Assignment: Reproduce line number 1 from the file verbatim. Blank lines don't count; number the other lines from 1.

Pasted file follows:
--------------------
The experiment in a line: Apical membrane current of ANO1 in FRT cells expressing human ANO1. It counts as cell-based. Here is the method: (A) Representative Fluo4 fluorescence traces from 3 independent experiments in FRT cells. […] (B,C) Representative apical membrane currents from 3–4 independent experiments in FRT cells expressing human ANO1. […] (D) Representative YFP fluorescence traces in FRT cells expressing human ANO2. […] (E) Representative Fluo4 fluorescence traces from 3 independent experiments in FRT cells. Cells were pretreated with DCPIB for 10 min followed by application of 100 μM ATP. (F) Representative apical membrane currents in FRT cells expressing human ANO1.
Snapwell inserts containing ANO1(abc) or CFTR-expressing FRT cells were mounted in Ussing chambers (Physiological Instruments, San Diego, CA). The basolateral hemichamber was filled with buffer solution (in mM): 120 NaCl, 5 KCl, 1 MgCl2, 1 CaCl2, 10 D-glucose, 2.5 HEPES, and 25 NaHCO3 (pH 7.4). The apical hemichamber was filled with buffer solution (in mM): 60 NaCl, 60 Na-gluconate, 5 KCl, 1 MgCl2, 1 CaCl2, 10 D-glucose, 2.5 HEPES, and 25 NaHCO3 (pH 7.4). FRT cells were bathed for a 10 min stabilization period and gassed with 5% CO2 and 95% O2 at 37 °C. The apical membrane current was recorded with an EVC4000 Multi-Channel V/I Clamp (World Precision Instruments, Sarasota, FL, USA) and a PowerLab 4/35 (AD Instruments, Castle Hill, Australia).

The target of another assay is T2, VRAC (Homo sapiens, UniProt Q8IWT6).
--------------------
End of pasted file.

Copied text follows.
The experiment in a line: Apical membrane current of ANO1 in FRT cells expressing human ANO1. It counts as cell-based. Here is the method: (A) Representative Fluo4 fluorescence traces from 3 independent experiments in FRT cells. […] (B,C) Representative apical membrane currents from 3–4 independent experiments in FRT cells expressing human ANO1. […] (D) Representative YFP fluorescence traces in FRT cells expressing human ANO2. […] (E) Representative Fluo4 fluorescence traces from 3 independent experiments in FRT cells. Cells were pretreated with DCPIB for 10 min followed by application of 100 μM ATP. (F) Representative apical membrane currents in FRT cells expressing human ANO1.